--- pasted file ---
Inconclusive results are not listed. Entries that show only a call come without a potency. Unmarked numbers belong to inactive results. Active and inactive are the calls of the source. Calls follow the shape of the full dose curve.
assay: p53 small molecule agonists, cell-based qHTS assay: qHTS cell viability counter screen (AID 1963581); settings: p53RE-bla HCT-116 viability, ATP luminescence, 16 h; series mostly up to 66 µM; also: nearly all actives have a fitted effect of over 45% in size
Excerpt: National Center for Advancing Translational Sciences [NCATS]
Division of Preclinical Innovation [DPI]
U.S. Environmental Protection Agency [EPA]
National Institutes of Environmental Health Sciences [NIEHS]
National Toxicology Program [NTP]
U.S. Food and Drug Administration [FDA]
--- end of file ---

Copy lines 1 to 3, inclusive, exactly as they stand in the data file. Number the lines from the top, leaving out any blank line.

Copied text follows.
Inconclusive results are not listed. Entries that show only a call come without a potency. Unmarked numbers belong to inactive results. Active and inactive are the calls of the source. Calls follow the shape of the full dose curve.
assay: p53 small molecule agonists, cell-based qHTS assay: qHTS cell viability counter screen (AID 1963581); settings: p53RE-bla HCT-116 viability, ATP luminescence, 16 h; series mostly up to 66 µM; also: nearly all actives have a fitted effect of over 45% in size
Excerpt: National Center for Advancing Translational Sciences [NCATS]